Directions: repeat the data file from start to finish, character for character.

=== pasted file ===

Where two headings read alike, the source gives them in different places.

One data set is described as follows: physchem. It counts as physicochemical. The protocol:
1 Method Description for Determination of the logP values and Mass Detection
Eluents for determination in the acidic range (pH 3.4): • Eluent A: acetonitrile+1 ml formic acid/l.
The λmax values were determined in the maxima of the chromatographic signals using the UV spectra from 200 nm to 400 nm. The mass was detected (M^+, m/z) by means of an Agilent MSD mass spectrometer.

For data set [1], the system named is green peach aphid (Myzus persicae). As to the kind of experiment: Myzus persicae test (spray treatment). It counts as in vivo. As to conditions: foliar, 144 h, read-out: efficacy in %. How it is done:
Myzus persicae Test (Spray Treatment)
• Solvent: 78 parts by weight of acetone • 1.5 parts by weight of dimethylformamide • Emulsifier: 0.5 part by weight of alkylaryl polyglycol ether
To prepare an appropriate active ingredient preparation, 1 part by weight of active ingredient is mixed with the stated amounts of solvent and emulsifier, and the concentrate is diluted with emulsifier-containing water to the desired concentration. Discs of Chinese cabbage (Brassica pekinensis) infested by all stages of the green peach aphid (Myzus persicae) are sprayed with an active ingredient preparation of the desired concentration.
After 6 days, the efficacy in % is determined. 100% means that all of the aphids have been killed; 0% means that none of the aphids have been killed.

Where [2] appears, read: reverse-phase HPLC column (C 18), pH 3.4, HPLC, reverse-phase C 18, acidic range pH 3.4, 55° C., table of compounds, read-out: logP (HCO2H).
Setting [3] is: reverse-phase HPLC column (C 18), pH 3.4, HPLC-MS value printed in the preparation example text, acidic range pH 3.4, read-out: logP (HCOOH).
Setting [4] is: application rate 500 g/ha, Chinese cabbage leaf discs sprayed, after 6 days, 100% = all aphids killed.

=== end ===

Where two headings read alike, the source gives them in different places.

One data set is described as follows: physchem. It counts as physicochemical. The protocol:
1 Method Description for Determination of the logP values and Mass Detection
Eluents for determination in the acidic range (pH 3.4): • Eluent A: acetonitrile+1 ml formic acid/l.
The λmax values were determined in the maxima of the chromatographic signals using the UV spectra from 200 nm to 400 nm. The mass was detected (M^+, m/z) by means of an Agilent MSD mass spectrometer.

For data set [1], the system named is green peach aphid (Myzus persicae). As to the kind of experiment: Myzus persicae test (spray treatment). It counts as in vivo. As to conditions: foliar, 144 h, read-out: efficacy in %. How it is done:
Myzus persicae Test (Spray Treatment)
• Solvent: 78 parts by weight of acetone • 1.5 parts by weight of dimethylformamide • Emulsifier: 0.5 part by weight of alkylaryl polyglycol ether
To prepare an appropriate active ingredient preparation, 1 part by weight of active ingredient is mixed with the stated amounts of solvent and emulsifier, and the concentrate is diluted with emulsifier-containing water to the desired concentration. Discs of Chinese cabbage (Brassica pekinensis) infested by all stages of the green peach aphid (Myzus persicae) are sprayed with an active ingredient preparation of the desired concentration.
After 6 days, the efficacy in % is determined. 100% means that all of the aphids have been killed; 0% means that none of the aphids have been killed.

Where [2] appears, read: reverse-phase HPLC column (C 18), pH 3.4, HPLC, reverse-phase C 18, acidic range pH 3.4, 55° C., table of compounds, read-out: logP (HCO2H).
Setting [3] is: reverse-phase HPLC column (C 18), pH 3.4, HPLC-MS value printed in the preparation example text, acidic range pH 3.4, read-out: logP (HCOOH).
Setting [4] is: application rate 500 g/ha, Chinese cabbage leaf discs sprayed, after 6 days, 100% = all aphids killed.